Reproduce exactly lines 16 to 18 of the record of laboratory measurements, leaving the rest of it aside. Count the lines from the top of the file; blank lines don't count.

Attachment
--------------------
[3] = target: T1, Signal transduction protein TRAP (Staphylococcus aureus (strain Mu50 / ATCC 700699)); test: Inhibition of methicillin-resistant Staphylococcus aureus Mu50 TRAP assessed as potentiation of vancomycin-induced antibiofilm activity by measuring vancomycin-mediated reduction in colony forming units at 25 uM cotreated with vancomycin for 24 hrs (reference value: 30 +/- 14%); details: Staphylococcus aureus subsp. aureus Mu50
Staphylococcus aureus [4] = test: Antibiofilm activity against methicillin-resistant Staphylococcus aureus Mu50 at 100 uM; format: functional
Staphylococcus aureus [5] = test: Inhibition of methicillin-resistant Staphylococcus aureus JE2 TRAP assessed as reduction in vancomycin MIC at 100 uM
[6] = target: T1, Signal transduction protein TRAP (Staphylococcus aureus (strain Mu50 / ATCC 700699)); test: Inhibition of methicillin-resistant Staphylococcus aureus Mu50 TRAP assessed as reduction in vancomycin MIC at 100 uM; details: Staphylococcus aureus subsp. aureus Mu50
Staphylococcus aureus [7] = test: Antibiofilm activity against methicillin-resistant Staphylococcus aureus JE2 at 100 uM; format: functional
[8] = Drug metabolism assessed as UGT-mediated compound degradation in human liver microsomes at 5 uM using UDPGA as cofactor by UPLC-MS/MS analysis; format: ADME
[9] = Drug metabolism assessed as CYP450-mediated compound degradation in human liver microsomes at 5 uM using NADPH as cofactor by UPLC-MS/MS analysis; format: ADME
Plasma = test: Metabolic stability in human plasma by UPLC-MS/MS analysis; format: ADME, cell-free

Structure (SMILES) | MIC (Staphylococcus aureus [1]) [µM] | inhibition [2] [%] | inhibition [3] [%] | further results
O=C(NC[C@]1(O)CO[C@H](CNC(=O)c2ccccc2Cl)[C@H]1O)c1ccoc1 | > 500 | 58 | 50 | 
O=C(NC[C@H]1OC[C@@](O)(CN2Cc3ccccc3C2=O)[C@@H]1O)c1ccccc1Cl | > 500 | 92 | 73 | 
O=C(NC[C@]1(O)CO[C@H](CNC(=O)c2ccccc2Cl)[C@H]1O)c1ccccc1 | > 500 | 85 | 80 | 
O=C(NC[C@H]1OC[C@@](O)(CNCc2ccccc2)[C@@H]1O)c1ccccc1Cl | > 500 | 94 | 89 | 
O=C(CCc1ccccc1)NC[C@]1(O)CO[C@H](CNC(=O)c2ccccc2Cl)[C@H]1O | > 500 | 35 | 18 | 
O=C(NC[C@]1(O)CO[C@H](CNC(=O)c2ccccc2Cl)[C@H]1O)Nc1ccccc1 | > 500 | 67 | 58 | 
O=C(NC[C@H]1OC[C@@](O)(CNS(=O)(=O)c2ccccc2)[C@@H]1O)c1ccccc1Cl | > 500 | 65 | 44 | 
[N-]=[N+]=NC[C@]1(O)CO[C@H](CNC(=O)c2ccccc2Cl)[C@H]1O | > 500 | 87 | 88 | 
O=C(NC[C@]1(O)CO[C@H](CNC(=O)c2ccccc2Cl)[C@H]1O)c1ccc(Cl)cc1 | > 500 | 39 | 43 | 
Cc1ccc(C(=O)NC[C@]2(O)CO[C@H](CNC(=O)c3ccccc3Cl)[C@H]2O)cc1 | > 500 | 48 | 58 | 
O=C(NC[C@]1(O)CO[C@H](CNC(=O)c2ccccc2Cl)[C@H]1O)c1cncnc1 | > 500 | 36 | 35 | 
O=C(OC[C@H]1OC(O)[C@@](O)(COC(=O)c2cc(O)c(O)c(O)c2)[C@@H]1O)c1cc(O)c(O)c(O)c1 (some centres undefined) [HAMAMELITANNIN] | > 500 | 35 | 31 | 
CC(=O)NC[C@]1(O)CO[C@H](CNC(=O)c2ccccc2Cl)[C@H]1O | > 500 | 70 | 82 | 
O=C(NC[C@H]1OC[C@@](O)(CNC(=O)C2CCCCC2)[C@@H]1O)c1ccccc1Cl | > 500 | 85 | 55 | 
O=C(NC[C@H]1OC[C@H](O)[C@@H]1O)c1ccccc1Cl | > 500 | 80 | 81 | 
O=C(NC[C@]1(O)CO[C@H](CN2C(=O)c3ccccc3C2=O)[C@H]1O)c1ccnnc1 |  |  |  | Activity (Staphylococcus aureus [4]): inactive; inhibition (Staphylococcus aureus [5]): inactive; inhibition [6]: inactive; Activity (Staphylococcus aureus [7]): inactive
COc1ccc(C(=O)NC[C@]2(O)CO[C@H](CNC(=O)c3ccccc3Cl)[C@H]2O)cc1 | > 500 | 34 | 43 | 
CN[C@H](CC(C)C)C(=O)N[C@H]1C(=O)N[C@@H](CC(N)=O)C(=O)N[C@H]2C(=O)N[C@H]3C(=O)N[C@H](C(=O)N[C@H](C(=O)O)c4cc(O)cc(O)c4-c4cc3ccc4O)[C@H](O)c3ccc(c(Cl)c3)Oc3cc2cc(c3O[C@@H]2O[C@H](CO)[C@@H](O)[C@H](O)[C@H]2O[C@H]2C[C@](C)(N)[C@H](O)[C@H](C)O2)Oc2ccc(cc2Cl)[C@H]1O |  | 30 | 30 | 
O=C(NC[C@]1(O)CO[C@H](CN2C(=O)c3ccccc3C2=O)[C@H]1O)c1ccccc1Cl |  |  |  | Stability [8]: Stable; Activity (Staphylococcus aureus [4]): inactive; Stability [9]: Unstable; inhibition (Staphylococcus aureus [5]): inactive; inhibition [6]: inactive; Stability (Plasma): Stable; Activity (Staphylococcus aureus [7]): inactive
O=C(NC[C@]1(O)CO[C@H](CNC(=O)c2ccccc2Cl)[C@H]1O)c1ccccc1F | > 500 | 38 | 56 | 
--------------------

O=C(NC[C@H]1OC[C@@](O)(CNS(=O)(=O)c2ccccc2)[C@@H]1O)c1ccccc1Cl | > 500 | 65 | 44 | 
[N-]=[N+]=NC[C@]1(O)CO[C@H](CNC(=O)c2ccccc2Cl)[C@H]1O | > 500 | 87 | 88 | 
O=C(NC[C@]1(O)CO[C@H](CNC(=O)c2ccccc2Cl)[C@H]1O)c1ccc(Cl)cc1 | > 500 | 39 | 43 | 